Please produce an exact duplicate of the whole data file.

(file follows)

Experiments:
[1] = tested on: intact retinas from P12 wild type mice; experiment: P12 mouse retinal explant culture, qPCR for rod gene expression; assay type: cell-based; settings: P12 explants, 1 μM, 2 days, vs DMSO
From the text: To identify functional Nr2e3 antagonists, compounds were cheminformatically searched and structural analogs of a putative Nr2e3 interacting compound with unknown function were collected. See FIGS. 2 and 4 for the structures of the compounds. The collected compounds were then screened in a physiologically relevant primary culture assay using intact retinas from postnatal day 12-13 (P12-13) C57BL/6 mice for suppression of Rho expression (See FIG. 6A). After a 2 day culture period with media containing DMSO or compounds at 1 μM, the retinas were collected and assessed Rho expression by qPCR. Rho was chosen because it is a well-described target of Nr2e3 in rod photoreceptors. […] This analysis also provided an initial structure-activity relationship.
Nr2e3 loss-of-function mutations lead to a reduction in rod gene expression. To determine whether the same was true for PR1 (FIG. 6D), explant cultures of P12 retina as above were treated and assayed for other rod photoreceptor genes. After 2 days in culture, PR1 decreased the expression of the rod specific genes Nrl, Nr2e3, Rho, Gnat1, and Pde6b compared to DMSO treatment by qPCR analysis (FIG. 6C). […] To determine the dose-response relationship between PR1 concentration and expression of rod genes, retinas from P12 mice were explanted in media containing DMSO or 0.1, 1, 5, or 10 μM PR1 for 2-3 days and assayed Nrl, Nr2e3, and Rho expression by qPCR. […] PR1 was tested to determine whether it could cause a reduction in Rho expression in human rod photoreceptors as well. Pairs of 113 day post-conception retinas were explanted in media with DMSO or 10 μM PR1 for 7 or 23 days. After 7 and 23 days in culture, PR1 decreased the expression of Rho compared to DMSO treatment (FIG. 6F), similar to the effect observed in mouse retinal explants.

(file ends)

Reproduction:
Experiments:
[1] = tested on: intact retinas from P12 wild type mice; experiment: P12 mouse retinal explant culture, qPCR for rod gene expression; assay type: cell-based; settings: P12 explants, 1 μM, 2 days, vs DMSO
From the text: To identify functional Nr2e3 antagonists, compounds were cheminformatically searched and structural analogs of a putative Nr2e3 interacting compound with unknown function were collected. See FIGS. 2 and 4 for the structures of the compounds. The collected compounds were then screened in a physiologically relevant primary culture assay using intact retinas from postnatal day 12-13 (P12-13) C57BL/6 mice for suppression of Rho expression (See FIG. 6A). After a 2 day culture period with media containing DMSO or compounds at 1 μM, the retinas were collected and assessed Rho expression by qPCR. Rho was chosen because it is a well-described target of Nr2e3 in rod photoreceptors. […] This analysis also provided an initial structure-activity relationship.
Nr2e3 loss-of-function mutations lead to a reduction in rod gene expression. To determine whether the same was true for PR1 (FIG. 6D), explant cultures of P12 retina as above were treated and assayed for other rod photoreceptor genes. After 2 days in culture, PR1 decreased the expression of the rod specific genes Nrl, Nr2e3, Rho, Gnat1, and Pde6b compared to DMSO treatment by qPCR analysis (FIG. 6C). […] To determine the dose-response relationship between PR1 concentration and expression of rod genes, retinas from P12 mice were explanted in media containing DMSO or 0.1, 1, 5, or 10 μM PR1 for 2-3 days and assayed Nrl, Nr2e3, and Rho expression by qPCR. […] PR1 was tested to determine whether it could cause a reduction in Rho expression in human rod photoreceptors as well. Pairs of 113 day post-conception retinas were explanted in media with DMSO or 10 μM PR1 for 7 or 23 days. After 7 and 23 days in culture, PR1 decreased the expression of Rho compared to DMSO treatment (FIG. 6F), similar to the effect observed in mouse retinal explants.